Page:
Posts Tagged ‘usb’
- All inventor part files: tweak to your heart’s content
- DWG Files to check tolerances
- STL files for a 3D Printer
- Laser files for the cover & Sign
- Various pictures to help with assembly
IntroductionAfter doing an expensive LED light up sign project last year (with a grant) with my CIM students, I was looking for a low cost alternative. In comes Scott Tobias, new CIM master teacher from Maryland. Thanks Scott for the great idea! You can make these signs for less than $3.00 apiece, depending on what you make the base out of. We 3D printed them at UK with an Affinia printer, as they were prototypes, but they could easily be CNC’d from Wax, Wood, or Renshape.
- Male A to Male A USB Cable: Amazon
- Color-changing 2 Leg LED Light: AdaFruit
- 68 ohm Resistor (100 will work): Anywhere
- 1/8″ Acrylic: Delvies
- Build the base. CNC or 3D print. Try to make sure that the LED comes in contact with the acrylic sign. Please see the enclosed Inventor Section view file for the dimensions and constraints. Also be sure to leave room in the base for all of the electronics.
- Design and build the sign. The more angles the better, as it will show off the light. Be sure to take into account the tolerance fit between the slot and the plastic. MEASURE the acrylic. It is NEVER really 0.125″!
- When engraving the sign, the deeper the engraving, the better it looks. Invert the text and print on the back!
- Assemble the parts. Sign into base, wire through side, Hot glue the led into slot, THEN solder!
- Solder the cathode, short leg of LED, to the 68Ω resistor.
- Solder the resistor to the BLACK wire of the USB cable.
- Solder the RED wire to the other side of the LED. Do NOT solder the green or white wires; do not even strip them!
- When soldering, you could use heat shrink tube to prevent short circuits.
- Insert the cover into the base. We cut the cover out of the same acrylic we made the sign out of, and just made it 0.005″ bigger in Inventor, and pressed it in. The hole in the bottom is there to pry it out if necessary.
Question:How do I get my Lynxmotion robot to connect with my computer? I have the new USB version of the SSC-32.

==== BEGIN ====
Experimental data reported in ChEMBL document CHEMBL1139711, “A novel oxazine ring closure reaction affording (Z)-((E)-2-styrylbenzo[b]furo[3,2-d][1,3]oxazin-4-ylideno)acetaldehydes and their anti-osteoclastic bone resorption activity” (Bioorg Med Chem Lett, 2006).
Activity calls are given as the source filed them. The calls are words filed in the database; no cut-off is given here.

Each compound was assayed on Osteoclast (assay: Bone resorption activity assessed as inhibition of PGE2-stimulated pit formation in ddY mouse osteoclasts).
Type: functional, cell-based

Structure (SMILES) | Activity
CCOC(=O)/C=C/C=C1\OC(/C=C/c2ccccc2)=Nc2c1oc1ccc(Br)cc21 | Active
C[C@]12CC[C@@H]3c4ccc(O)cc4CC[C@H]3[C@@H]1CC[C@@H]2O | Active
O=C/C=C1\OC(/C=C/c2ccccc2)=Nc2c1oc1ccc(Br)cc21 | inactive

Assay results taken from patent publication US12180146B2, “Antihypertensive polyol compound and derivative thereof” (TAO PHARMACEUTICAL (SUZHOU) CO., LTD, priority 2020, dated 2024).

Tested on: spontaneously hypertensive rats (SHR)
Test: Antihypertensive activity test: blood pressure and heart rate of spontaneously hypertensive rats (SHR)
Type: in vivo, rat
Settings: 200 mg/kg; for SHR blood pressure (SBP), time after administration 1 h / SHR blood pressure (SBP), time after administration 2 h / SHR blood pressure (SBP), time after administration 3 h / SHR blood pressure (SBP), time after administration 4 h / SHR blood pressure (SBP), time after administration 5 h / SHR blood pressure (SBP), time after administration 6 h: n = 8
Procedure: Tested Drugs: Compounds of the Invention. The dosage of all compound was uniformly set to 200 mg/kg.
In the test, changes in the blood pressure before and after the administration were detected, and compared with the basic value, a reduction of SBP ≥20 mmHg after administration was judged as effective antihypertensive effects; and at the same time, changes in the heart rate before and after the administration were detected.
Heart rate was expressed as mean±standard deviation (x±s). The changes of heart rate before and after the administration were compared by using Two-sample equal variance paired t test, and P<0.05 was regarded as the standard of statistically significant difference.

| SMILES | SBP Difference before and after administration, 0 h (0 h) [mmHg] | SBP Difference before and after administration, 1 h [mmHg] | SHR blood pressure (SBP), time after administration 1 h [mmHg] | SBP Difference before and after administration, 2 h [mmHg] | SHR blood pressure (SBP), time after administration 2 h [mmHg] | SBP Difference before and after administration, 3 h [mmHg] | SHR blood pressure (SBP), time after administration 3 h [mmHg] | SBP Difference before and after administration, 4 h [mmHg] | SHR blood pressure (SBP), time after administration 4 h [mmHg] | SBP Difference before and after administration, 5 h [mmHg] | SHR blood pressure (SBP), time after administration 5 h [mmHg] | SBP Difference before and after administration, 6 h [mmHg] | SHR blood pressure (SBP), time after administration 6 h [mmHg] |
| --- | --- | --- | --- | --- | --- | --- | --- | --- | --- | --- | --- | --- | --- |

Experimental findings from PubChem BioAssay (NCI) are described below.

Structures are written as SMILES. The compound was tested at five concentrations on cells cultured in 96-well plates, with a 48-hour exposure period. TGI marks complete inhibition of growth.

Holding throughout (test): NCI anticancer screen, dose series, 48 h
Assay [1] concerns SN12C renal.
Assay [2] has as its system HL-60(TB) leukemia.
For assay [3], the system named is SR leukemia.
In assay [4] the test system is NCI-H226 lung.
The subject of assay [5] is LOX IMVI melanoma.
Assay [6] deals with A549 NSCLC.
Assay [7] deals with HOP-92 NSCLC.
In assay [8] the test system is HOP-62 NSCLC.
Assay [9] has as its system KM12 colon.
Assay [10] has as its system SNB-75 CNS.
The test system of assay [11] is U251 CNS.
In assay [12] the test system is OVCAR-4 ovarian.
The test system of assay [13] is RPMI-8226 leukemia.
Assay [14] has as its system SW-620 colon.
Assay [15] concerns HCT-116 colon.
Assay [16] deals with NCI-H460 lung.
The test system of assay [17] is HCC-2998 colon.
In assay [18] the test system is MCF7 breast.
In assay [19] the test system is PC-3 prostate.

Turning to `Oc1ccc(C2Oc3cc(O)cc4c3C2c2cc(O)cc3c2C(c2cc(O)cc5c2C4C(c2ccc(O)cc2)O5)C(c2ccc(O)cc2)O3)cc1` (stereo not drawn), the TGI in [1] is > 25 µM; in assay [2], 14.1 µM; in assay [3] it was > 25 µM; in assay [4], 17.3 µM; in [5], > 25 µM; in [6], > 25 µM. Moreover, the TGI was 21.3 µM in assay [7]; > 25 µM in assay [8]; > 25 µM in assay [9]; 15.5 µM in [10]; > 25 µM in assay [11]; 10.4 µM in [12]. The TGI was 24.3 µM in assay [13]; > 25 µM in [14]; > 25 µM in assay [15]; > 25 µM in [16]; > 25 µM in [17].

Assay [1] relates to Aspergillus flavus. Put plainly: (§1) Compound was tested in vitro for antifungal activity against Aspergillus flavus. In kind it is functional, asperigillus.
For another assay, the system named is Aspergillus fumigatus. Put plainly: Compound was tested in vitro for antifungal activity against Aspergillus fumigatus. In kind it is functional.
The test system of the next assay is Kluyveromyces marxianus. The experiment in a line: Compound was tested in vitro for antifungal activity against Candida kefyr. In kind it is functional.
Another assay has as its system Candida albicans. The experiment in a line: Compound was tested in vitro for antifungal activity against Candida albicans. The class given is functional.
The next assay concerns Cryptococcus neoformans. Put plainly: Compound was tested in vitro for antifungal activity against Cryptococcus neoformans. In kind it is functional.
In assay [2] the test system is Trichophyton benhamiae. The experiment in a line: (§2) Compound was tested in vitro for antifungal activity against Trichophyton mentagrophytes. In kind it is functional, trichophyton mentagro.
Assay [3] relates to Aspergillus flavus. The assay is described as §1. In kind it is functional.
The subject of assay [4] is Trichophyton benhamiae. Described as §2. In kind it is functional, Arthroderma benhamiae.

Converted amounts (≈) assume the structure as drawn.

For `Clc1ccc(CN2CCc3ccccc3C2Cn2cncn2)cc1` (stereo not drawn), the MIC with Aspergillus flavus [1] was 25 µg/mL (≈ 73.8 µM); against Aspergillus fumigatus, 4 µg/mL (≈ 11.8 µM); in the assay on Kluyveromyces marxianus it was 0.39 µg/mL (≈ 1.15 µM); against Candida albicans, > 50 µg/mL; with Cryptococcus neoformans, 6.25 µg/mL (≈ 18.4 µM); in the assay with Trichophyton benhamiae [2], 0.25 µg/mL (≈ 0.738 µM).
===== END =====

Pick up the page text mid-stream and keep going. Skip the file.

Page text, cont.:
Answer:It is a little bit different, in that there is now only one switch, and it will connect every single time, as long as you follow the right steps. The steps are listed below and can be downloaded as a PDF from the link as well. Pay attention to the last step! Even if you are not using bluetooth turn it on.
using the new ssc32 DownloadContinue Reading
This week the CIM students in my class took the time to rebuild our Lynxmotion Arms, some of which have been running since 2009, without an problems. The screws were starting to come loose, and some of the servos were a little twitchy, so we used some grant money to get some new upgrades from The RobotShop.
4. Wire protection: Corrugated Loom from NAPA was used to cover the wiring from the bot to the controller. All connections were electrical taped and tested, then put inside it. Cleans it up nice and should prevent it from being pulled apart.
5 & 6. SSC-32U & Bluetooth Adapter: Upgraded from the SSC-32 to the SSC-32U. Main difference are better connection, no more serial converter, or 9v battery, and wireless capability! See the video below. RobotShop Bluetooth Module link. 7. Custom Made Mounting Plate for VEX: Thank you Brady! One of my students spent his free time designing this specialized mounting plate in Inventor, and then cut them out of 1/4″ acrylic on our Brightstar laser. He will post the file here shortly! Notice that the switch (not switches, as the need for the 9V battery went away!) is hidden under the board so it cannot accidentally get hit, but can be used to stop the robot in an emergency. Keeps the wires out of the way as well! Link to part file coming soon! 8. Heavy Duty Base:Once again, this upgrade was done for the metal gears over the plastic; it should never strip under normal use. Also the squeak of the plastic base is long gone, and is smoothed out by the bearings in the servo and the base. RobotShop Product link. Assembly guide. Conclusion: I get so many emails all the time about how these arms are just “toys”, and “…they are not very robust”. Yes, they are toys compared to a Scorbot, but they also cost about $14,000 less. I have had most of these since 2009, and the students love working with them, and besides, every group of 2 or 3 students get a robot to use; can you do that with scorbots in your classroom? Besides, they play nicely with the VEX stuff too. I have personally built and/or repaired more than 120 of these arms now, at CTI’s around the nation, as well as at high schools. Everyone that thinks they are junk, and do not have a good experience with them, is usually because of one of two reasons: Either they are built incorrectly, or the students are allowed to abuse them. I know the directions are not perfect, but honestly, these were made for hobbyists who don’t mind having to figure it out. Once you have built one though, they’re easy. And kids using them to sword fight or “battle” one another? C’mon… what do you expect. I make sure they are built correctly (I built the first one my self) by grading the kids with a rubric on how well they are put together. This raises my students level of concern quite high, and they do a nice job. I also do not allow my students to misuse them in the classroom as well. Have I burned out a few servos? Yes. Do my students enjoy using them in the classroom? Yes. To see some examples of how they can be used in your classroom see the Youtube playlist below. RobotShop SSC-32U link.